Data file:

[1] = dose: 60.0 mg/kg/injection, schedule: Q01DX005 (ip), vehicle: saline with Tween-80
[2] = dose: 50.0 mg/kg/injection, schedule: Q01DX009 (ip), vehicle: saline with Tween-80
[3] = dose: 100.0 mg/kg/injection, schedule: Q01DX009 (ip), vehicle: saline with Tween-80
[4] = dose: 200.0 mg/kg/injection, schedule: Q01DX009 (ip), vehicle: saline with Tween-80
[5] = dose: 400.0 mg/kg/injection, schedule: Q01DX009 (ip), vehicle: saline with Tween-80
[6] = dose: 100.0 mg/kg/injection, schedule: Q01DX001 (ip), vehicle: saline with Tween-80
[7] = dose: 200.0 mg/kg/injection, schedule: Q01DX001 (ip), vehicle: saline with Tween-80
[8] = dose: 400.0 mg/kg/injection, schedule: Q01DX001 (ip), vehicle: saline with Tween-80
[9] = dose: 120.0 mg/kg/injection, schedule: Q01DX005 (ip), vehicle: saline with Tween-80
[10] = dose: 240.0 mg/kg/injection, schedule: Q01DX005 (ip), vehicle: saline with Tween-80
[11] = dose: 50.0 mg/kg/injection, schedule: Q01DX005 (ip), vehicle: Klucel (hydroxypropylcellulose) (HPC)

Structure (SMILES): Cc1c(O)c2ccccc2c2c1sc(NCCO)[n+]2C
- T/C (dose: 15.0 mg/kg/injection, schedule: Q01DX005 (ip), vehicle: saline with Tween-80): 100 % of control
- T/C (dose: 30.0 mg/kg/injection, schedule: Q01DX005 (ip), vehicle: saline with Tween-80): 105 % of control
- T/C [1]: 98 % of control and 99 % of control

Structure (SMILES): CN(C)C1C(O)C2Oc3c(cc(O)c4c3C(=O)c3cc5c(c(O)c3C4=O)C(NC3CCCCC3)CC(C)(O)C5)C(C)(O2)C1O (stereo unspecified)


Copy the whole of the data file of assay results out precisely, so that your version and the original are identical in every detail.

[1] = dose: 60.0 mg/kg/injection, schedule: Q01DX005 (ip), vehicle: saline with Tween-80
[2] = dose: 50.0 mg/kg/injection, schedule: Q01DX009 (ip), vehicle: saline with Tween-80
[3] = dose: 100.0 mg/kg/injection, schedule: Q01DX009 (ip), vehicle: saline with Tween-80
[4] = dose: 200.0 mg/kg/injection, schedule: Q01DX009 (ip), vehicle: saline with Tween-80
[5] = dose: 400.0 mg/kg/injection, schedule: Q01DX009 (ip), vehicle: saline with Tween-80
[6] = dose: 100.0 mg/kg/injection, schedule: Q01DX001 (ip), vehicle: saline with Tween-80
[7] = dose: 200.0 mg/kg/injection, schedule: Q01DX001 (ip), vehicle: saline with Tween-80
[8] = dose: 400.0 mg/kg/injection, schedule: Q01DX001 (ip), vehicle: saline with Tween-80
[9] = dose: 120.0 mg/kg/injection, schedule: Q01DX005 (ip), vehicle: saline with Tween-80
[10] = dose: 240.0 mg/kg/injection, schedule: Q01DX005 (ip), vehicle: saline with Tween-80
[11] = dose: 50.0 mg/kg/injection, schedule: Q01DX005 (ip), vehicle: Klucel (hydroxypropylcellulose) (HPC)

Structure (SMILES): Cc1c(O)c2ccccc2c2c1sc(NCCO)[n+]2C
- T/C (dose: 15.0 mg/kg/injection, schedule: Q01DX005 (ip), vehicle: saline with Tween-80): 100 % of control
- T/C (dose: 30.0 mg/kg/injection, schedule: Q01DX005 (ip), vehicle: saline with Tween-80): 105 % of control
- T/C [1]: 98 % of control and 99 % of control

Structure (SMILES): CN(C)C1C(O)C2Oc3c(cc(O)c4c3C(=O)c3cc5c(c(O)c3C4=O)C(NC3CCCCC3)CC(C)(O)C5)C(C)(O2)C1O (stereo unspecified)